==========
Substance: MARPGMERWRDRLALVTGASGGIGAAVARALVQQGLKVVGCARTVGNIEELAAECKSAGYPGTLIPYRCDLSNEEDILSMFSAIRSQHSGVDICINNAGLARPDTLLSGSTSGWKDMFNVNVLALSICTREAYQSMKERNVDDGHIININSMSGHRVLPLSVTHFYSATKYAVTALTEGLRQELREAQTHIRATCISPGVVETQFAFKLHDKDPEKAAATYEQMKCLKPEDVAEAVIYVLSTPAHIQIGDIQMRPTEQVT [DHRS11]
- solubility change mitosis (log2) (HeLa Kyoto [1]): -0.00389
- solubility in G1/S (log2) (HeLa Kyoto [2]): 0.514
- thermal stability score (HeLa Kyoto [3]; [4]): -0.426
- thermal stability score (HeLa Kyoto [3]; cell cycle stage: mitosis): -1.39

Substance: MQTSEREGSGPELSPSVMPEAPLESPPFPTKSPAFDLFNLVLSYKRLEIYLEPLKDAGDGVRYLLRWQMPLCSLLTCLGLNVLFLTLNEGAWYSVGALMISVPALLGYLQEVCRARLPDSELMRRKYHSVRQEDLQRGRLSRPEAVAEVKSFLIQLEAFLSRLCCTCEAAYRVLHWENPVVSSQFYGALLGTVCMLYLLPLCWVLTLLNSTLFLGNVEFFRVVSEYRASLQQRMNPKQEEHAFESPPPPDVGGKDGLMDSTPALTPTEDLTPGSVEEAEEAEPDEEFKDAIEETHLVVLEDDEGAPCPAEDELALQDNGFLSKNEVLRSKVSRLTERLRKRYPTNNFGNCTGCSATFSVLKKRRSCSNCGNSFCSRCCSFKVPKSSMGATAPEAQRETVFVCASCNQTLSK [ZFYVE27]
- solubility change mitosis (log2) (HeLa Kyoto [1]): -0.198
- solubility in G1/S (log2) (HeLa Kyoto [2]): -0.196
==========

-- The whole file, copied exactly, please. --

Substance: MARPGMERWRDRLALVTGASGGIGAAVARALVQQGLKVVGCARTVGNIEELAAECKSAGYPGTLIPYRCDLSNEEDILSMFSAIRSQHSGVDICINNAGLARPDTLLSGSTSGWKDMFNVNVLALSICTREAYQSMKERNVDDGHIININSMSGHRVLPLSVTHFYSATKYAVTALTEGLRQELREAQTHIRATCISPGVVETQFAFKLHDKDPEKAAATYEQMKCLKPEDVAEAVIYVLSTPAHIQIGDIQMRPTEQVT [DHRS11]
- solubility change mitosis (log2) (HeLa Kyoto [1]): -0.00389
- solubility in G1/S (log2) (HeLa Kyoto [2]): 0.514
- thermal stability score (HeLa Kyoto [3]; [4]): -0.426
- thermal stability score (HeLa Kyoto [3]; cell cycle stage: mitosis): -1.39

Substance: MQTSEREGSGPELSPSVMPEAPLESPPFPTKSPAFDLFNLVLSYKRLEIYLEPLKDAGDGVRYLLRWQMPLCSLLTCLGLNVLFLTLNEGAWYSVGALMISVPALLGYLQEVCRARLPDSELMRRKYHSVRQEDLQRGRLSRPEAVAEVKSFLIQLEAFLSRLCCTCEAAYRVLHWENPVVSSQFYGALLGTVCMLYLLPLCWVLTLLNSTLFLGNVEFFRVVSEYRASLQQRMNPKQEEHAFESPPPPDVGGKDGLMDSTPALTPTEDLTPGSVEEAEEAEPDEEFKDAIEETHLVVLEDDEGAPCPAEDELALQDNGFLSKNEVLRSKVSRLTERLRKRYPTNNFGNCTGCSATFSVLKKRRSCSNCGNSFCSRCCSFKVPKSSMGATAPEAQRETVFVCASCNQTLSK [ZFYVE27]
- solubility change mitosis (log2) (HeLa Kyoto [1]): -0.198
- solubility in G1/S (log2) (HeLa Kyoto [2]): -0.196